ATA takes FCC to task for delays in rural telehealth programs
The American Telemedicine Association is unhappy with the government’s efforts – or lack thereof – to bring telehealth to rural America.
Jonathan D. Linkous, chief executive officer of the Washington, D.C.-based advocacy organization, fired off a letter this week to Julius Genachowski, chairman of the Federal Communications Commission, criticizing the FCC’s inaction on a number of telehealth-related issues, including the National Broadband Plan, the Universal Support Mechanism for Rural Healthcare and a General Accounting Office report that criticized the FCC’s handling of the Rural Health Care Program.
“Despite the promises, the rhetoric and the official criticism, a great silence has settled over the commission regarding these issues,” Linkous’ letter stated. “Now, we also note the departure of every key professional staff from the commission involved in healthcare policy. It is deeply troubling to see that the commission is allotting practically no resources with no apparent plans to address the proposed rulemaking, the approved broadband plan or to respond to the GAO report.”
Linkous pointed out that the FCC’s proposed rulemaking for the Universal Support Mechanism for Rural Healthcare was issued one year ago, while the National Broadband Plan was adopted 16 months ago and the GAO’s report was issued eight months ago.
“This delay has not been without consequence,” his letter stated. “Despite the commission’s stated goal to provide up to $400 million annually in support of telecommunications to improve healthcare delivery, only about $80 million will be spent this year (outside of a one-time pilot program commitment). Thus, the commission annually leaves over $300 million in funds that could be used immediately to help improve Americans’ access to health services and help reduce the cost of healthcare. With the crisis America faces in healthcare, the commission’s failure to take action is disturbing.”
“Over the past three years ATA has repeatedly asked the commission to make changes in the rural healthcare program,” the letter concluded. “We have submitted numerous comments in the proceeding and have publically supported the proposals in the commission’s broadband plan. We are now making this plea for the FCC to reach a decision in these matters quickly and to implement the approved changes without further delay.”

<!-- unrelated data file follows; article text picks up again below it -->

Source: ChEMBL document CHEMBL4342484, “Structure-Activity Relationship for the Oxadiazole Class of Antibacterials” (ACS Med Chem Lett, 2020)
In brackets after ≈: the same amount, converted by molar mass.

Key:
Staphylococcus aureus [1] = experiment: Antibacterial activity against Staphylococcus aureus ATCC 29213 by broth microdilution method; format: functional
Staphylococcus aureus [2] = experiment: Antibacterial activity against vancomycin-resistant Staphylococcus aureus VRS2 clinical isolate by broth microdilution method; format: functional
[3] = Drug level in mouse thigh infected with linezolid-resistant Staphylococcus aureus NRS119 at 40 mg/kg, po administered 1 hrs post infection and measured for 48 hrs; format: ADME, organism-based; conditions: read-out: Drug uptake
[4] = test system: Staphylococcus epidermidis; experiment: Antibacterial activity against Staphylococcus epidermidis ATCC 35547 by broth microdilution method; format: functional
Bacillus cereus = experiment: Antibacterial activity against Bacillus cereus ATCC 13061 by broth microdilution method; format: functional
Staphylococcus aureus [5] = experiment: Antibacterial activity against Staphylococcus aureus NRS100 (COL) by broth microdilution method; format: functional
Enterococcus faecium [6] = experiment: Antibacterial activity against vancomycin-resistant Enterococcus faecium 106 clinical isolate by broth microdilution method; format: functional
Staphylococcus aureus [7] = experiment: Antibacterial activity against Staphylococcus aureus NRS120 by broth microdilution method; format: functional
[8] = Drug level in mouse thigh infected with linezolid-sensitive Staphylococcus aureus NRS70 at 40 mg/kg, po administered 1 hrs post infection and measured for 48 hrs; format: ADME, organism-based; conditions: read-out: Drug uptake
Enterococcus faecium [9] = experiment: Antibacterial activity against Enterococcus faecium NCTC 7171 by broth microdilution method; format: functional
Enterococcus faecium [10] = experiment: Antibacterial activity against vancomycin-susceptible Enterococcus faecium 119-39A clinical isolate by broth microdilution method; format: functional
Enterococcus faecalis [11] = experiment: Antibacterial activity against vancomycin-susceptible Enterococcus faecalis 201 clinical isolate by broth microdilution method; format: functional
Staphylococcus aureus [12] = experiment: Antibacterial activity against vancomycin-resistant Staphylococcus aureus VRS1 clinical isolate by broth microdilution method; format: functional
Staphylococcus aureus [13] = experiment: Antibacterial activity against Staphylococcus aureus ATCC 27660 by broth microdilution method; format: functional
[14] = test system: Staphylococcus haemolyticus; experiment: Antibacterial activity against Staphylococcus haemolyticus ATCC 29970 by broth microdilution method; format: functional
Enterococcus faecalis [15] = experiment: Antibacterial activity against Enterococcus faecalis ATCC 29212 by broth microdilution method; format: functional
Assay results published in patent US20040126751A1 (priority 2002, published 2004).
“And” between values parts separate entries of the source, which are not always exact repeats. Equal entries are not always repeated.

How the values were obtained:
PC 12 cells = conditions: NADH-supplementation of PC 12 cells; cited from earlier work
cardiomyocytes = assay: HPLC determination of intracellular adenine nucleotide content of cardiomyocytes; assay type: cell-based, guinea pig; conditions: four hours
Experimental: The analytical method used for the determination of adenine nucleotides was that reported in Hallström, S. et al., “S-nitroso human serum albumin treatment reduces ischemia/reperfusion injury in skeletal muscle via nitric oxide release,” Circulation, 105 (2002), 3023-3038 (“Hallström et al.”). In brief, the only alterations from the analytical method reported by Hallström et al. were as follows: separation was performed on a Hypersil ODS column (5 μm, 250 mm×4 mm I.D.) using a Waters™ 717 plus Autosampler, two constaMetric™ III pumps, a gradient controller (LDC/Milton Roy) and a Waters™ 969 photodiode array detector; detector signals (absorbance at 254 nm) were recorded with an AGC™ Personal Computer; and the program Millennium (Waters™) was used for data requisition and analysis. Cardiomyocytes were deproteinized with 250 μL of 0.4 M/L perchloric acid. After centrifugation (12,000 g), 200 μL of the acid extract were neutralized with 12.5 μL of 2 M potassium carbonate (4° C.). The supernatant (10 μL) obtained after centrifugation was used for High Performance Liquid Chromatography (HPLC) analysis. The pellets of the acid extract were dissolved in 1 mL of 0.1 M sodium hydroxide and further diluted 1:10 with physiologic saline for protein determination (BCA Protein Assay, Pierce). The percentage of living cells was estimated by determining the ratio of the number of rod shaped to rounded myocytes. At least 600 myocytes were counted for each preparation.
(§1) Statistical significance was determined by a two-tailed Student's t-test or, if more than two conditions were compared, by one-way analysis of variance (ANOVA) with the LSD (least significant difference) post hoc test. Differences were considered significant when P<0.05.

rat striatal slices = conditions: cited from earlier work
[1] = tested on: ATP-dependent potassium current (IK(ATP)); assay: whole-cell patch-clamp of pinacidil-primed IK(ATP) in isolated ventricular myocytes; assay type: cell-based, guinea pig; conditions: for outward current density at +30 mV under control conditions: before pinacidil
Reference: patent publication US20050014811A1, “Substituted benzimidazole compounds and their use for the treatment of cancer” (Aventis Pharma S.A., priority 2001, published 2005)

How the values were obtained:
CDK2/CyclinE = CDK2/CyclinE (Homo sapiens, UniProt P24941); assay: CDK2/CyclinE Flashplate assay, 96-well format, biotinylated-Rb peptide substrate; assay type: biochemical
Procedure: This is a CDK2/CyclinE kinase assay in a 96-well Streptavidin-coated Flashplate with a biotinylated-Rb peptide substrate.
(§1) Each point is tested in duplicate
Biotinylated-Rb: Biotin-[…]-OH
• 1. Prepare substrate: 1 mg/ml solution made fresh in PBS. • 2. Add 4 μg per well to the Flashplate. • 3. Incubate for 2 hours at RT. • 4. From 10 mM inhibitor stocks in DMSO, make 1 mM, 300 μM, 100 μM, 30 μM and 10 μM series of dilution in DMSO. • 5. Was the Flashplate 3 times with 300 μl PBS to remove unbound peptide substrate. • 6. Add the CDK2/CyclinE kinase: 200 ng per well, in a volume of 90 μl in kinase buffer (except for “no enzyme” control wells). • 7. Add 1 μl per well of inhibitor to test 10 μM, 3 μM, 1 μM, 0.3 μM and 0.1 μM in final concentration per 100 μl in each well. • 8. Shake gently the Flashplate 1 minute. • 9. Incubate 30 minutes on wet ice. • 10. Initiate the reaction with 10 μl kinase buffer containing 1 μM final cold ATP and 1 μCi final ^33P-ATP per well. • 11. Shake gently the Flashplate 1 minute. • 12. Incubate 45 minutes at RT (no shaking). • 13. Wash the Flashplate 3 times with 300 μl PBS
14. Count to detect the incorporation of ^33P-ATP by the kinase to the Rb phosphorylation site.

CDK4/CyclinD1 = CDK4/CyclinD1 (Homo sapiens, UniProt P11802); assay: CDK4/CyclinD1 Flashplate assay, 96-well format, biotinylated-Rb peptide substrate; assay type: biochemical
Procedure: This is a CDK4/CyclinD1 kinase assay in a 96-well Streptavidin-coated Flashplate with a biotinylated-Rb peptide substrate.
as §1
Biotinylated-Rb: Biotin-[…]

[See also: Telehealth needs push from feds.]
While the FCC is in the ATA’s crosshairs, other federal agencies have drawn kudos for their efforts to advance telemedicine. In January, the USDA awarded $34.7 million in grants from its Distance Learning and Telemedicine Program to 44 rural healthcare organizations to advance telemedicine projects. And the Centers for Medicare & Medicaid Services in May published a final rule that allows critical access hospitals and other providers to “privilege by proxy” telemedicine providers based on a review of those providers by another hospital or entity and provided certain conditions are met. That final rule, which is designed to ease efforts by providers to offer and connect with telemedicine services across state lines, went into effect July 5.
In addition, CMS has proposed new rules for physician payments in 2012 that would pave the way for reimbursement for eICU programs, telestroke programs and certain smoking cessation programs that make use of telemedicine.
The ATA’s displeasure with the FCC is expected to feature prominently in the ATA’s upcoming policy summit, scheduled for July 27 in the nation’s capital, as well as the ATA’s fall conference, scheduled for Sept. 19-21 in Anchorage, Alaska.